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Pharmacoeconomic modeling of nesiritide versus dobutamine for decompensated heart failure.

Author(s): Gerhard T, Zineh I, Winterstein AG, Hartzema AG

Affiliation(s): Department of Pharmacy Health Care Administration, University of Florida, P.O. Box 100496, Gainesville, FL 32610, USA. tgerhard@ufl.edu

Publication date & source: 2006-01, Pharmacotherapy., 26(1):34-43.

Publication type: Comparative Study ; Randomized Controlled Trial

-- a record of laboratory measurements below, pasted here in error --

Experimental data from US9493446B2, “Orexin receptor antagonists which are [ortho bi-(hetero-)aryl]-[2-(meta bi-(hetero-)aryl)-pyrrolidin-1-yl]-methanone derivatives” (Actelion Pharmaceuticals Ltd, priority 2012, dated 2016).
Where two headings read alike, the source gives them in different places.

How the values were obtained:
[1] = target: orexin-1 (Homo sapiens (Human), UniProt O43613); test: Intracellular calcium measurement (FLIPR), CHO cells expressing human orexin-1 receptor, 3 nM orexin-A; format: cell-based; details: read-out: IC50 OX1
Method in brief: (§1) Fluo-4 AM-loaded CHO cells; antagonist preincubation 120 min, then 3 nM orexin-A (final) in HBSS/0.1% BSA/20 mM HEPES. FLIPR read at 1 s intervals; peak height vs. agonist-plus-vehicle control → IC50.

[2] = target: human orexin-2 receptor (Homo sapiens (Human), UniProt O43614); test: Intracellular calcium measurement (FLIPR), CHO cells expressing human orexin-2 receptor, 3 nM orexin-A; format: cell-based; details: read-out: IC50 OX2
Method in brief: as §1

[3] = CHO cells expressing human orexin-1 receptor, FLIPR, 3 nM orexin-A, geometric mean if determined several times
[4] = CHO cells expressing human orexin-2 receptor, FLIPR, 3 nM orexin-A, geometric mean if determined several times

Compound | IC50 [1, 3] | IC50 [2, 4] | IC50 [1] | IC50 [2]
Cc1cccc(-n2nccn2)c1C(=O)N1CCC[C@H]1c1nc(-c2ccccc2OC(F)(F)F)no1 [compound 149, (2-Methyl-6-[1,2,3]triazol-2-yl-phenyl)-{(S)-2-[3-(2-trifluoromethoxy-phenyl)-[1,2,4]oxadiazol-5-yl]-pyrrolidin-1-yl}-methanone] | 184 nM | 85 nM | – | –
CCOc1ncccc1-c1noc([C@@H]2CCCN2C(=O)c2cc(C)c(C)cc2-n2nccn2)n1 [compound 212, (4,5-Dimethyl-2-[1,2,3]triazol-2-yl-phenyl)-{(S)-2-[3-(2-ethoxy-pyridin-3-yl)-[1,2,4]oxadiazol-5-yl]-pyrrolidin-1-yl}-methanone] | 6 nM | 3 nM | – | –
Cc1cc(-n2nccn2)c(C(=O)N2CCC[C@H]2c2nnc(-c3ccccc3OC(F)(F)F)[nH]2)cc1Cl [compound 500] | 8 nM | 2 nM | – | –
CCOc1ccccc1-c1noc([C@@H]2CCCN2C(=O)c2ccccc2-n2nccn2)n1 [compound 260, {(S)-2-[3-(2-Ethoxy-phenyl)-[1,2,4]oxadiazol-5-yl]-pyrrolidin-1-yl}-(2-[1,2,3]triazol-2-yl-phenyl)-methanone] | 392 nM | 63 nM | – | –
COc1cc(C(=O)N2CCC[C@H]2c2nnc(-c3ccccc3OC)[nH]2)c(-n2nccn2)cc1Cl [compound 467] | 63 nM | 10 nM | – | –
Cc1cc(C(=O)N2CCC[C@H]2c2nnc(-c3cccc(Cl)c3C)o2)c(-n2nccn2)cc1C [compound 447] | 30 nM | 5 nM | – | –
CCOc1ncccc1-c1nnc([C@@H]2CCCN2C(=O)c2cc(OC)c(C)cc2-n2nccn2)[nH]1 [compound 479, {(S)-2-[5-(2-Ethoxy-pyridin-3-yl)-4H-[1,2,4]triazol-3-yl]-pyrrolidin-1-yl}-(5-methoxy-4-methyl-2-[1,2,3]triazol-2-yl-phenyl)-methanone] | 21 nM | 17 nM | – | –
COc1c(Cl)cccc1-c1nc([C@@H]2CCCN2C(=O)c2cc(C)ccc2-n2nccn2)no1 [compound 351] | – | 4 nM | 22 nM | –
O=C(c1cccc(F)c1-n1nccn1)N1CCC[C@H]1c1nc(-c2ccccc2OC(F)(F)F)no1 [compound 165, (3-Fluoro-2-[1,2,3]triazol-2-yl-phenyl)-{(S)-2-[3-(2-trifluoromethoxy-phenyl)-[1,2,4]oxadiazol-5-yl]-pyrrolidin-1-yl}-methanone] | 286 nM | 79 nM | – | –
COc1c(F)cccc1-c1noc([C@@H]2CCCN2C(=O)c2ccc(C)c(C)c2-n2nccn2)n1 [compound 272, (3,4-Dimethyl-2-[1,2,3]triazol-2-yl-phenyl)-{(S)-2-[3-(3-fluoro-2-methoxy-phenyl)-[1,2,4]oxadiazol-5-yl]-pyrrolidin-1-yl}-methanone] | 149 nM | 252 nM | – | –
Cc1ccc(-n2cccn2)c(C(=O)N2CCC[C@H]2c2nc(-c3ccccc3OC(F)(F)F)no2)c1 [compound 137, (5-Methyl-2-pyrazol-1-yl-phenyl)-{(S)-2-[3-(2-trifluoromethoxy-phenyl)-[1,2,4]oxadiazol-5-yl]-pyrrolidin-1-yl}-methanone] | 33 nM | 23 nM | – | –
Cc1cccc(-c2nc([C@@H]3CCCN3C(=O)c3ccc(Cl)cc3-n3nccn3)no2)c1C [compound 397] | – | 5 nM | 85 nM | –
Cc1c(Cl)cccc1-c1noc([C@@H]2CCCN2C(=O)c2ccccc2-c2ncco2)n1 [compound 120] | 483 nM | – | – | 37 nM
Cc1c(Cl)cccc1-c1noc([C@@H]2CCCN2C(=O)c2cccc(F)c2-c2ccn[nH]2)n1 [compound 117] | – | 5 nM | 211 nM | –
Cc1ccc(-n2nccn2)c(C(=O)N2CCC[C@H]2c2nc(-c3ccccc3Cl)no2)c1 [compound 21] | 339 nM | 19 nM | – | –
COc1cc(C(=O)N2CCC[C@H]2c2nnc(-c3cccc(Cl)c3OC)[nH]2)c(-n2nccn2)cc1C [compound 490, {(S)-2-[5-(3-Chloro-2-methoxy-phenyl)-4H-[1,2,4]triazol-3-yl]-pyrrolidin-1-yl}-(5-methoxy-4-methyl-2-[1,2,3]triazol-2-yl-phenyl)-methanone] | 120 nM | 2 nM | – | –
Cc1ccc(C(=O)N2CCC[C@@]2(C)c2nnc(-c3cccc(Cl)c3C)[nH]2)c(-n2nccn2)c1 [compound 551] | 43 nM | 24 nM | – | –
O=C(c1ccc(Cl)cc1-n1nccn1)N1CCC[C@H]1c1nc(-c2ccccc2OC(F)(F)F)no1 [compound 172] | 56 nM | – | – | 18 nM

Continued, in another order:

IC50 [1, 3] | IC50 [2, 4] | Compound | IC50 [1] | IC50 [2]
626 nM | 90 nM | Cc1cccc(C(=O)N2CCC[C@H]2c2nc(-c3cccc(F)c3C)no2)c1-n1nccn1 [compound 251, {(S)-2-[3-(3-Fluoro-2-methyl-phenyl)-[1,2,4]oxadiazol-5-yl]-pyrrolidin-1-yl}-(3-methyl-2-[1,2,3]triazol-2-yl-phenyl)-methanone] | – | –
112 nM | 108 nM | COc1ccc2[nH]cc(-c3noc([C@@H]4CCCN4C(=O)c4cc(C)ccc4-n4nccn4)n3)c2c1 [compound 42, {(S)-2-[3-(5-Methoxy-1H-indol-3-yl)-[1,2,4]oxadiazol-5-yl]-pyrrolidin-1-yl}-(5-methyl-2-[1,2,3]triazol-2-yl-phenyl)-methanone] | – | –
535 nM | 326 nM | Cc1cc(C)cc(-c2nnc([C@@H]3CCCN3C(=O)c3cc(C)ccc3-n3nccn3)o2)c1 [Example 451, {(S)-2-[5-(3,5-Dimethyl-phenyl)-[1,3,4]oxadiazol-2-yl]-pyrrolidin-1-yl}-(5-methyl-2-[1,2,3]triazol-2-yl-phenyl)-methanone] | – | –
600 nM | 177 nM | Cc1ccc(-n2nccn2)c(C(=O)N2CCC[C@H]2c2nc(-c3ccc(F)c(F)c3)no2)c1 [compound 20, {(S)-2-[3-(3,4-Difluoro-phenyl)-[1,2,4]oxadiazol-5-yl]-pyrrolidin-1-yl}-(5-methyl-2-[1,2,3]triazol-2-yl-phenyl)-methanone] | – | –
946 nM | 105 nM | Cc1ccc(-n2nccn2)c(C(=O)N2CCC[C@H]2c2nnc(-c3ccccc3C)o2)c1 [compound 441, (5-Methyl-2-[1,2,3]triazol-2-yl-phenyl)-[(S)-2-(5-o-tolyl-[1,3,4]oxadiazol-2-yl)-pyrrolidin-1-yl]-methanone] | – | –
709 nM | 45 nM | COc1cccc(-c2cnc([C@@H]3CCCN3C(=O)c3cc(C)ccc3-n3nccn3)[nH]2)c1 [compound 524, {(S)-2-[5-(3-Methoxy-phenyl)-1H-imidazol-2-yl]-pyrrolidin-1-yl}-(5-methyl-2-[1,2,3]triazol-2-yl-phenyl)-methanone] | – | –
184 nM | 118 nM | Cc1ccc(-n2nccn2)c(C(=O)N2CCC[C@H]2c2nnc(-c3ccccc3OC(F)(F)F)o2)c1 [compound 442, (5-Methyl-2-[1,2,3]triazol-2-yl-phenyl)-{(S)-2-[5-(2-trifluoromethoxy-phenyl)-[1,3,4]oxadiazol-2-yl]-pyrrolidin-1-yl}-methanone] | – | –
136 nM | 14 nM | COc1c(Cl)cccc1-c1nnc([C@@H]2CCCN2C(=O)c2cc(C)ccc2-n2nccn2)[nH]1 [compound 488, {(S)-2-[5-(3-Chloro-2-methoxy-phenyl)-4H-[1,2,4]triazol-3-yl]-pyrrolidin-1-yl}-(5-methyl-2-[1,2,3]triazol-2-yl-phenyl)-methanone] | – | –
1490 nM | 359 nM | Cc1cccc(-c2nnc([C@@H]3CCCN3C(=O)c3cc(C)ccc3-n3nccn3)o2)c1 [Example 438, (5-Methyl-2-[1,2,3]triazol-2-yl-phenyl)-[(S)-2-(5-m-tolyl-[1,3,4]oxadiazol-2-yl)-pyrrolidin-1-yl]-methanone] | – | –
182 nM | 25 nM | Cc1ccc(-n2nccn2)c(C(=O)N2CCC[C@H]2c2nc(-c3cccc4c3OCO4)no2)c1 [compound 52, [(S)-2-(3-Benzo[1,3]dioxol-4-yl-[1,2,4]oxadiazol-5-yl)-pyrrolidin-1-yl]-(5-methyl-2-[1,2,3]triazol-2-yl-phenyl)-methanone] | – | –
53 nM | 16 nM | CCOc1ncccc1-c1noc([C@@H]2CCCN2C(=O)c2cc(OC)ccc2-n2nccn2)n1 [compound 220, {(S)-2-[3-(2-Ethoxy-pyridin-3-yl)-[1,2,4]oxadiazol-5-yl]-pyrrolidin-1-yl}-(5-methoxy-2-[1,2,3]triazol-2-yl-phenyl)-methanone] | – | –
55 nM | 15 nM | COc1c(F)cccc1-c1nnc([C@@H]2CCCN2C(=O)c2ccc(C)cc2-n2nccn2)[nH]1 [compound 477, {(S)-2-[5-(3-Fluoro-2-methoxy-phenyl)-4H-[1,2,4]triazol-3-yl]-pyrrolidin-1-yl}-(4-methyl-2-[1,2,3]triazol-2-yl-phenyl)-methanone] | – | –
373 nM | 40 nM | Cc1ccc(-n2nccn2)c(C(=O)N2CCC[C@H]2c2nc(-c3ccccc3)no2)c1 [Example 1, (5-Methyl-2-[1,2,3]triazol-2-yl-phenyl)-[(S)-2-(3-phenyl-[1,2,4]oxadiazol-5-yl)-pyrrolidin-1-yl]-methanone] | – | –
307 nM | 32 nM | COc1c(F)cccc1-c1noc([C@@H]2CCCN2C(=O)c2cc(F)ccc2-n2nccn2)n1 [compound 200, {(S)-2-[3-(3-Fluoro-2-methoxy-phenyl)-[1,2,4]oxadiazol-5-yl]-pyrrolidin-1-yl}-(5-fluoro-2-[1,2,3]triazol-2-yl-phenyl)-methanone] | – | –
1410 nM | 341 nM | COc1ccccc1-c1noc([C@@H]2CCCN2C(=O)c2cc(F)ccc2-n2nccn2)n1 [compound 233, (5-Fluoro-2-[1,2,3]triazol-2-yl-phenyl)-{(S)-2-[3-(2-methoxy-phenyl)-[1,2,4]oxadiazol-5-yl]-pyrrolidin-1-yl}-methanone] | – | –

STUDY OBJECTIVE: To model the cost-effectiveness of nesiritide compared with dobutamine in patients with decompensated heart failure. DESIGN: Cost-effectiveness analysis. MEASUREMENTS AND MAIN RESULTS: A decision tree model was derived from randomized clinical trial data and data from a previously published economic study. Four cost-effectiveness analyses were performed: analysis 1 -- full probabilistic analysis, repeatedly sampled probabilities for 6-month mortality and hospital readmission from distributions based on 95% confidence intervals (CIs); analysis 2 -- best-case nesiritide analysis, used the limiting values of the 95% CI favorable to nesiritide; analysis 3 -- best-case dobutamine analysis, used the limiting values of the 95% CI favorable to dobutamine; and analysis 4 -- replicated the previously published cost-effectiveness study and served as a methodologic control. Fifty-one consecutive Monte Carlo simulations for cohorts of 1000 hypothetical patients were performed for each analysis. Incremental cost, incremental effectiveness, and incremental cost-effectiveness ratios (ICERs) were calculated for nesiritide versus dobutamine. Analysis 1 showed a mean ICER of 767 US dollars/life-year gained for nesiritide versus dobutamine (incremental cost 251 US dollars +/- 290 US dollars, incremental effectiveness 0.33 +/- 0.22 yr). The 95% confidence region surrounding this point estimate spanned all four quadrants of the incremental cost-effectiveness scatterplot, suggesting inconclusive results. Nesiritide was the dominant treatment strategy in analysis 2 (incremental cost -734 US dollars+/- 106 US dollars, incremental effectiveness 1.19 +/- 0.07 yrs), whereas dobutamine was dominant in analysis 3 (incremental cost 1242 +/- 73 US dollars, incremental effectiveness -0.57 +/- 0.05 yr). Analysis 4 was comparable to the previously published cost-effectiveness analysis (incremental cost -77 +/- 87 US dollars, incremental effectiveness 0.48 +/- 0.05 yr). CONCLUSIONS: Based on available randomized clinical trial data, nesiritide did not exhibit robust economic superiority over dobutamine. When incorporating the uncertainty (i.e., 95% CIs) in clinical effectiveness as reported in available clinical trial data into the economic analysis, either nesiritide or dobutamine may be the dominant treatment (i.e., more effective at lower cost) for the studied population. Economic analyses of nesiritide and any comparator must account for uncertainty in estimates of cost as well as in clinical effectiveness.

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